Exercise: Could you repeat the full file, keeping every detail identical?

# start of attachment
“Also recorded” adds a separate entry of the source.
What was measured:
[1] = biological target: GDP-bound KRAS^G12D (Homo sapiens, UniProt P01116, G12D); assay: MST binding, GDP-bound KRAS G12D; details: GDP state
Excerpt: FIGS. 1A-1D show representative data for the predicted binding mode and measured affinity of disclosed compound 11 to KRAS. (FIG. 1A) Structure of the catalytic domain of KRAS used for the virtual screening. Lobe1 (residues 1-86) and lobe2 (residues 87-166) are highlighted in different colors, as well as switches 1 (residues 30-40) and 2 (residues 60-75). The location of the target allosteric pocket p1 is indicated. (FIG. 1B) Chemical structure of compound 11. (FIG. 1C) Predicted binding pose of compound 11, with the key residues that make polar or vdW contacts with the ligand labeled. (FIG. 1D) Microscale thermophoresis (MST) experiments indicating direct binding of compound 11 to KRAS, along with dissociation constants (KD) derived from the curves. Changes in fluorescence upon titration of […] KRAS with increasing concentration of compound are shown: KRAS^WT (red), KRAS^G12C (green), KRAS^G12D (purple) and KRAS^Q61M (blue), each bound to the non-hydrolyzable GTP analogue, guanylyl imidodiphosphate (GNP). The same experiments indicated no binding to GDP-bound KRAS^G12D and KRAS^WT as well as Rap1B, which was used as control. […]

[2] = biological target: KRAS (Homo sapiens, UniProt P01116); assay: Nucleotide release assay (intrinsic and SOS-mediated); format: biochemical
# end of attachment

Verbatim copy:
“Also recorded” adds a separate entry of the source.
What was measured:
[1] = biological target: GDP-bound KRAS^G12D (Homo sapiens, UniProt P01116, G12D); assay: MST binding, GDP-bound KRAS G12D; details: GDP state
Excerpt: FIGS. 1A-1D show representative data for the predicted binding mode and measured affinity of disclosed compound 11 to KRAS. (FIG. 1A) Structure of the catalytic domain of KRAS used for the virtual screening. Lobe1 (residues 1-86) and lobe2 (residues 87-166) are highlighted in different colors, as well as switches 1 (residues 30-40) and 2 (residues 60-75). The location of the target allosteric pocket p1 is indicated. (FIG. 1B) Chemical structure of compound 11. (FIG. 1C) Predicted binding pose of compound 11, with the key residues that make polar or vdW contacts with the ligand labeled. (FIG. 1D) Microscale thermophoresis (MST) experiments indicating direct binding of compound 11 to KRAS, along with dissociation constants (KD) derived from the curves. Changes in fluorescence upon titration of […] KRAS with increasing concentration of compound are shown: KRAS^WT (red), KRAS^G12C (green), KRAS^G12D (purple) and KRAS^Q61M (blue), each bound to the non-hydrolyzable GTP analogue, guanylyl imidodiphosphate (GNP). The same experiments indicated no binding to GDP-bound KRAS^G12D and KRAS^WT as well as Rap1B, which was used as control. […]

[2] = biological target: KRAS (Homo sapiens, UniProt P01116); assay: Nucleotide release assay (intrinsic and SOS-mediated); format: biochemical